The Shadow League reports that the deal will not be taking place after all. The two were initially rivals in buying the team before deciding to join forces.
ESPN reports that a source close to the negotiations says that Bush, who was to carry the bulk of the financial responsibilities for the move, is no longer interested in purchasing the team and backed out of the sales talk. One of the sources added that part of the reason was that Bush didn’t put up enough money to get a controlling interest, something that he wanted.
The source had to do so under condition of anonymity because the Marlins have yet to issue a formal comment. In fairness, Jeter could still explore a bid with other investors, but without the money behind the move, it appears that the dream of ownership, something that he had had in mind since retiring, will remain a dream for now. Despite this, the sources report that the process was amicable.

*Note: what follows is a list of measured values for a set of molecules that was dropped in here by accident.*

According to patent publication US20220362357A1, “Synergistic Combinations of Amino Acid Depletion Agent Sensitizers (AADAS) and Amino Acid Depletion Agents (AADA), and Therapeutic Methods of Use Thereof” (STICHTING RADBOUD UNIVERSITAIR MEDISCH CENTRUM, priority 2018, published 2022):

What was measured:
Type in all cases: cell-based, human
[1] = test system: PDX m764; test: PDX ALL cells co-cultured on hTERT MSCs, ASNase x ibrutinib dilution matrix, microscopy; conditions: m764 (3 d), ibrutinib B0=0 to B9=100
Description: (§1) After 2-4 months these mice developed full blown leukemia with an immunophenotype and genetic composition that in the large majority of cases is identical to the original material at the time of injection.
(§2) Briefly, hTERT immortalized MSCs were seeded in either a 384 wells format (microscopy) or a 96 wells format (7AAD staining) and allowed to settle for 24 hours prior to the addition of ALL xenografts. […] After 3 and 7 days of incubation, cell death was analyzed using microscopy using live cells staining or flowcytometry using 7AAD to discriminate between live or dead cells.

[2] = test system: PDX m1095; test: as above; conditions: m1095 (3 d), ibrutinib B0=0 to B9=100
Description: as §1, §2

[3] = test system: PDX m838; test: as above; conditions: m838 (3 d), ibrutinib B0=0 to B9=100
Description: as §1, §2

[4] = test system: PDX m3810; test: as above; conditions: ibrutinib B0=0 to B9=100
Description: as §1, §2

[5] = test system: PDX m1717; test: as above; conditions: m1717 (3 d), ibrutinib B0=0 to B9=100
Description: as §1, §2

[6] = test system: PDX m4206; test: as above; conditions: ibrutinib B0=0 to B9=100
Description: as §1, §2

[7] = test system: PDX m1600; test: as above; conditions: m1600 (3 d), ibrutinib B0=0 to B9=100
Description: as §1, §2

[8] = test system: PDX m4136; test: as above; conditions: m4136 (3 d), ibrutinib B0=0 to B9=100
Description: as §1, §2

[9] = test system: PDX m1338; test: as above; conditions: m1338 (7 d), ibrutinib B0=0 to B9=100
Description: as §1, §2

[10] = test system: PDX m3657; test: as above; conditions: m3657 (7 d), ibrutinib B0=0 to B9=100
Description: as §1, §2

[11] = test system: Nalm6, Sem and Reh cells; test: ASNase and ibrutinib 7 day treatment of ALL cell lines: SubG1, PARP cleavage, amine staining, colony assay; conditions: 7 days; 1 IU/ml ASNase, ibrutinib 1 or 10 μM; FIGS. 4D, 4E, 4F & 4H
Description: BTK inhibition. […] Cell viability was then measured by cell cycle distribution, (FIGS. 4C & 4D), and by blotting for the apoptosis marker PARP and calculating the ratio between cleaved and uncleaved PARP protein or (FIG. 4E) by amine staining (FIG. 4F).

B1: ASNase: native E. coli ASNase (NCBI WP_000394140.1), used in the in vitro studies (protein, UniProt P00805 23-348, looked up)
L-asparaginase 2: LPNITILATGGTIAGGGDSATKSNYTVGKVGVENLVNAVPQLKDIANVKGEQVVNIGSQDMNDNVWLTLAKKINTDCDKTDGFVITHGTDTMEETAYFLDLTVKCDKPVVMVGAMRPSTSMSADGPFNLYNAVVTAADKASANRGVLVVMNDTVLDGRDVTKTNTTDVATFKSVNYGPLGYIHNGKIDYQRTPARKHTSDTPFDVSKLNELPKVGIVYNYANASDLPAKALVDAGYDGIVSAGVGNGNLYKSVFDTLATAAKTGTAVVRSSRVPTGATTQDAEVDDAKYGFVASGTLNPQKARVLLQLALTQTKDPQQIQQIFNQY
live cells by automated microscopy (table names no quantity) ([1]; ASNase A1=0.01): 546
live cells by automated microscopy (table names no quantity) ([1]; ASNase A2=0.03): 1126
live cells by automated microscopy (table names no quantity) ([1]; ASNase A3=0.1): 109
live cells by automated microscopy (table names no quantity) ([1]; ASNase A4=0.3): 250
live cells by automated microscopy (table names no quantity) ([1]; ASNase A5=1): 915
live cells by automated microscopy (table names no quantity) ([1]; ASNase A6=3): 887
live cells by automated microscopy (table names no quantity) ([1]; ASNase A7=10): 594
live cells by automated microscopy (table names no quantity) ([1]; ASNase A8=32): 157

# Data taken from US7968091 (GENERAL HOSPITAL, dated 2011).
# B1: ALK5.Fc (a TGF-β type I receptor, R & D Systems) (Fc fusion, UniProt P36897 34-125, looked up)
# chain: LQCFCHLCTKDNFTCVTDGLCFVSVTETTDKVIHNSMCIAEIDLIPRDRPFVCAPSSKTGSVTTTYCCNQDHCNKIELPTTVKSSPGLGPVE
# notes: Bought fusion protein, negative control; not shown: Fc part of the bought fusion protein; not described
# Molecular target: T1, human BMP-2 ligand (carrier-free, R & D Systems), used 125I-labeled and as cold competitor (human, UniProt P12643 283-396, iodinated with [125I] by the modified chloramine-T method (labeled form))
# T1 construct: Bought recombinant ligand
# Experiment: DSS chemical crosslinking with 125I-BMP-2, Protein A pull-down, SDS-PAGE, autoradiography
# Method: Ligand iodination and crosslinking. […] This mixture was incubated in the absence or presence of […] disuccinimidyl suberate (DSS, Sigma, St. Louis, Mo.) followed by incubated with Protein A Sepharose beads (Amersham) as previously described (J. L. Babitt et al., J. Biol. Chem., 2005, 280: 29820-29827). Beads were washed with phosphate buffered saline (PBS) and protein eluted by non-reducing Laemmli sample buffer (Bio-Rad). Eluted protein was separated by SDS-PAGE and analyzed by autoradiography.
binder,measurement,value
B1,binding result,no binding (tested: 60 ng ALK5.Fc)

“Gov. Bush has great respect for Derek Jeter, and Derek remains a great friend,” one of the people said. “And he’s looking forward to a great rest of the season for the Marlins.”
When the media ran with the story that Jeter and Bush were going to get the team, it also came up that several people were in the running, including some big names in their own right. MLB commissioner Rob Manfred mentioned that Bush’s group’s closest competition was another group led by businessman Tagg Romney, son of former Republican presidential nominee Mitt Romney.
Bush’s group and the Romney group had bid about $1.3 billion each to buy the team from Jeffrey Loria, who bought the Marlins for $158.5 million in 2002 from John Henry. A lack of success since Loria’s purchase, including not having seen the playoffs since 2003, means that many fans are anxiously waiting for a change in ownership, and are likely frustrated that Jeter isn’t the new face behind their team.